Here, we’re going to give you a basic recipe for a tasty campfire stew. If there’s a particular bit of food you think would be great in the pot, or one that you would rather not have, personalise the recipe and call it your own. The recipe isn’t vegetarian, but for a veggie version, just replace the beef stock with veggie stock and the beef with butternut squash.

This recipe will feed around four people, so you can move some of the ingredients up or down depending on how many you’re going to be cooking for.

Campfire Stew Recipe: Ingredients

  • Cooking oil (a few tablespoons)
  • An onion, whether red or white is your call (chopped)
  • Four cloves of garlic (crushed or minced)
  • Salt and pepper (to taste)
  • A red pepper (chopped)
  • Eight small potatoes (halved or quartered depending on size)
  • Three carrots (chopped)
  • A bit of parsley
  • 400g tin red kidney beans in chilli sauce
  • 400g tin chopped tomatoes
  • 500ml/18fl oz beef stock (or vegetable stock if you’re a veggie)
  • 600-900g beef (or if veggie replace with cubed butternut squash)
  • A relative fistful of paprika (or slightly less, if unlike us, you don’t dream in paprika)
  • Bread (for dipping!)

Campfire Stew Recipe: Before You Go

Campfire Stew recipe
Doing the chopping and labour before you set off makes it a lot easier come campfire time. Photo: Stuart Kenny

First of all, these are the ingredients that you’ll need before you leave to go camping. It looks like a long list to start with, but you can drop a few ingredients if they’re not to your taste.

Now, you should think about doing as much of the kitchen work at your home before you leave. For example, you can stick the red peppers, crushed garlic, onions, potatoes, carrots and parsley all in a tupperware, already chopped. Pack the tins away neatly, and obviously if you’re taking meat with you, be careful with a) how long it’s been out of the fridge and b) depending on where you’re reading this, with wild animals! If you’re not sure of your campfire cooking abilities, you could even cook the meat up a little before you head off and keep it in tupperware too. If you’re lazy, you could cook the entire meal before going, then heat it up on the fire.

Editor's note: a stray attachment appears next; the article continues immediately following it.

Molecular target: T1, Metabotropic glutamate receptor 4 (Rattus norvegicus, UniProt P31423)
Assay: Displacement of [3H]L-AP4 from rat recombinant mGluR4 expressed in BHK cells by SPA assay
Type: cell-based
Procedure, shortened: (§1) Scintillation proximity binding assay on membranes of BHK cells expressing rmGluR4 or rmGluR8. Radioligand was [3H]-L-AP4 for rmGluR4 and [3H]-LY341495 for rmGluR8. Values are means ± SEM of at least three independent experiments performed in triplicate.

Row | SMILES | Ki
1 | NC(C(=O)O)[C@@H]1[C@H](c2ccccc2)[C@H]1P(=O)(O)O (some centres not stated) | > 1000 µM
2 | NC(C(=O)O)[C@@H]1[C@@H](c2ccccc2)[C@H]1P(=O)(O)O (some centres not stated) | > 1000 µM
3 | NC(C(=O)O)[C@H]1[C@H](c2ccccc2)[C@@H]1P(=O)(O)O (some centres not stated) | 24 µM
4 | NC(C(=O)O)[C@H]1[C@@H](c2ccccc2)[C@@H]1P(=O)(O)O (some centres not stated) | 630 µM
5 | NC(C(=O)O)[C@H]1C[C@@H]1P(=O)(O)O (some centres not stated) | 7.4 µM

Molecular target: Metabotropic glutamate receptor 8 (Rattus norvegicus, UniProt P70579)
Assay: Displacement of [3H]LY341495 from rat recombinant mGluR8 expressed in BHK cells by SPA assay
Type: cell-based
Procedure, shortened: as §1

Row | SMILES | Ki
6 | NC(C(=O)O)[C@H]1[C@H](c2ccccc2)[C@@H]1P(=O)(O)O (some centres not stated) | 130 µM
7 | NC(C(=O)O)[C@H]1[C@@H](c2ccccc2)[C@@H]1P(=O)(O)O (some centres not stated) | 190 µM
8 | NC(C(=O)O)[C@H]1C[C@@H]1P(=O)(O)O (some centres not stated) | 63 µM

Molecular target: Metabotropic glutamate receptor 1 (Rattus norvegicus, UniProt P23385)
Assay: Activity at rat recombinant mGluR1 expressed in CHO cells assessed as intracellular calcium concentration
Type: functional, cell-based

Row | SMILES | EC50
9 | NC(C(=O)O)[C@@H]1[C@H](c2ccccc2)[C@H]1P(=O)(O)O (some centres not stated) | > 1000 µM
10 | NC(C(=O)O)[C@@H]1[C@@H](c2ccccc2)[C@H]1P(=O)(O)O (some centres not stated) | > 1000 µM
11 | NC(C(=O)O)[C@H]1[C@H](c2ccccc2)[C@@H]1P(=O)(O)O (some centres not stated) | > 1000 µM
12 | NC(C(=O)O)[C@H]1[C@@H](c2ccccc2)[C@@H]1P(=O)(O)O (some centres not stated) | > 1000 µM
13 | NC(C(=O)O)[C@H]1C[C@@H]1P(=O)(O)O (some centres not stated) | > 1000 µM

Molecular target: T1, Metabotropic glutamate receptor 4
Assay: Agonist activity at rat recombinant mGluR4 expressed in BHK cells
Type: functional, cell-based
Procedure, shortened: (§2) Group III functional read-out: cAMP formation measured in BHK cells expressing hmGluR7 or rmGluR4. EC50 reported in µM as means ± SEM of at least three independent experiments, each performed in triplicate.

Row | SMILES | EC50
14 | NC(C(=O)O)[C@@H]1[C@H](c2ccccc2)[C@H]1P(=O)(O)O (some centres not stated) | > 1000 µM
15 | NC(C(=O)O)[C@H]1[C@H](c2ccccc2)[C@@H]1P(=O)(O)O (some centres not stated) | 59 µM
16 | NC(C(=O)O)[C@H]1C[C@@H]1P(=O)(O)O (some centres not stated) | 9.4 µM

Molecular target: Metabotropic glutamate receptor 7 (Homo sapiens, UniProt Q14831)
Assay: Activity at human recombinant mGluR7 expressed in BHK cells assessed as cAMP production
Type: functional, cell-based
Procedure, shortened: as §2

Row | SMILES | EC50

By using tupperware or reusable containers for your chopped veg, you can pack them neatly away in your bag. You’ll be both making the most of your pack space and making the process infinitely easier when it comes to cooking the campfire stew.

Campfire Stew Recipe: At the Campfire

Close up of a campfire stew with beef, onions, potatoes and carrots.
A sight for sore eyes after a day of hard camping. Photo: Stuart Kenny

Basically, dump all the ingredients above into a pot. Seriously, we weren’t joking. That’s literally how you make campfire stew. Get the ingredients, stick them in a pot and stir.

Once you’ve got your campfire raging and your equipment all set up, add your cooking oil, then chuck in your onions and peppers. Leave them to soften up for a few minutes. Then add the chopped tomatoes and stir in.

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Next, bring to the boil and add your beef cube and 500ml water. Then add the rest of your ingredients and let it cook for an hour and a half to two hours. If you’re cooking meat, you’ll obviously need to be particularly careful to make sure it’s cooked through (and hopefully nice and soft and tender), but otherwise, just keep tasting, stirring and seasoning as you go.

You’ll be a happy, hungry group of campers eating campfire stew in no time! Voila!

Fancy getting out on a campfire adventure? Check out our wild camping collection for some inspiration.